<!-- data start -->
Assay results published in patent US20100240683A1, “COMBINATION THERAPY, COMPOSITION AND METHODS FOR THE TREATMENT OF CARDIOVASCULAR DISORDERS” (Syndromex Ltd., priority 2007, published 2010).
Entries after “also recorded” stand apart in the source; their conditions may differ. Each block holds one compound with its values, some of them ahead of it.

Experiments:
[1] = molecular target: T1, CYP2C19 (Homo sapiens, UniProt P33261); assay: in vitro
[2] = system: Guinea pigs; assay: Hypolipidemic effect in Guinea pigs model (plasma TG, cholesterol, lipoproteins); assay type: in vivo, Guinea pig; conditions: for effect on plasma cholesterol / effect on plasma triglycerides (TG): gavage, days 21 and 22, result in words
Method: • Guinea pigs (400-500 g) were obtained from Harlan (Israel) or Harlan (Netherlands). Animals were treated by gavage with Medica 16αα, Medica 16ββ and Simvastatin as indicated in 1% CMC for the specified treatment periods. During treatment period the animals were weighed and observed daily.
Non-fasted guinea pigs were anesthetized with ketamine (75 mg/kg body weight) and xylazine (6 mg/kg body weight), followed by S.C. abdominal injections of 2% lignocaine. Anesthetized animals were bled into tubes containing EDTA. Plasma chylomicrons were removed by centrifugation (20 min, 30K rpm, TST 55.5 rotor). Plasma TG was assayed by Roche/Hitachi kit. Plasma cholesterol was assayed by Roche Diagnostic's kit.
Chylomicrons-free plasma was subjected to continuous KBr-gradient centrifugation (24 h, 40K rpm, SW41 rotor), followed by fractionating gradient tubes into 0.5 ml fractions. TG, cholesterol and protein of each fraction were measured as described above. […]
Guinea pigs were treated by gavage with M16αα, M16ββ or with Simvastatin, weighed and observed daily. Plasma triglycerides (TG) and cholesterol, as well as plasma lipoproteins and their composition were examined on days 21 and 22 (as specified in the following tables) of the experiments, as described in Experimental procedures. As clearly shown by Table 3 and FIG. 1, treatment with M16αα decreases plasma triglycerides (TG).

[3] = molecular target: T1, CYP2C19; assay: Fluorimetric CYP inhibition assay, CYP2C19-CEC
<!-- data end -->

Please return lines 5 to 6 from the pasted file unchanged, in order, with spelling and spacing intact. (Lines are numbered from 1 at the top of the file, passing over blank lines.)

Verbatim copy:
[2] = system: Guinea pigs; assay: Hypolipidemic effect in Guinea pigs model (plasma TG, cholesterol, lipoproteins); assay type: in vivo, Guinea pig; conditions: for effect on plasma cholesterol / effect on plasma triglycerides (TG): gavage, days 21 and 22, result in words
Method: • Guinea pigs (400-500 g) were obtained from Harlan (Israel) or Harlan (Netherlands). Animals were treated by gavage with Medica 16αα, Medica 16ββ and Simvastatin as indicated in 1% CMC for the specified treatment periods. During treatment period the animals were weighed and observed daily.